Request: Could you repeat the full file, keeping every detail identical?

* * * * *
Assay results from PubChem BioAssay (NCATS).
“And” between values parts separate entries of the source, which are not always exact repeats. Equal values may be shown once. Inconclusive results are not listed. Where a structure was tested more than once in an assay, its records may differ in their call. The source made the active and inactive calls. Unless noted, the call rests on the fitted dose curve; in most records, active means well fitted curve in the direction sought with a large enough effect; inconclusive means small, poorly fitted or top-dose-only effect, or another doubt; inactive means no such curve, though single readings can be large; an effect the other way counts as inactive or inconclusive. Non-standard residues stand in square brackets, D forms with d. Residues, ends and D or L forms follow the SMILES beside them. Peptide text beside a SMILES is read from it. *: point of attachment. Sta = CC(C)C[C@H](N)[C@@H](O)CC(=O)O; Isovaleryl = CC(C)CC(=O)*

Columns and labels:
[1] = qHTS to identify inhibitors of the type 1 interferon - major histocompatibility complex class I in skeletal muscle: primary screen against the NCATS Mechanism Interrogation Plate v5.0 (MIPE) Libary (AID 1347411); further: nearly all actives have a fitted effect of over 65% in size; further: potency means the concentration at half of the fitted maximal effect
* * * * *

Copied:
Assay results from PubChem BioAssay (NCATS).
“And” between values parts separate entries of the source, which are not always exact repeats. Equal values may be shown once. Inconclusive results are not listed. Where a structure was tested more than once in an assay, its records may differ in their call. The source made the active and inactive calls. Unless noted, the call rests on the fitted dose curve; in most records, active means well fitted curve in the direction sought with a large enough effect; inconclusive means small, poorly fitted or top-dose-only effect, or another doubt; inactive means no such curve, though single readings can be large; an effect the other way counts as inactive or inconclusive. Non-standard residues stand in square brackets, D forms with d. Residues, ends and D or L forms follow the SMILES beside them. Peptide text beside a SMILES is read from it. *: point of attachment. Sta = CC(C)C[C@H](N)[C@@H](O)CC(=O)O; Isovaleryl = CC(C)CC(=O)*

Columns and labels:
[1] = qHTS to identify inhibitors of the type 1 interferon - major histocompatibility complex class I in skeletal muscle: primary screen against the NCATS Mechanism Interrogation Plate v5.0 (MIPE) Libary (AID 1347411); further: nearly all actives have a fitted effect of over 65% in size; further: potency means the concentration at half of the fitted maximal effect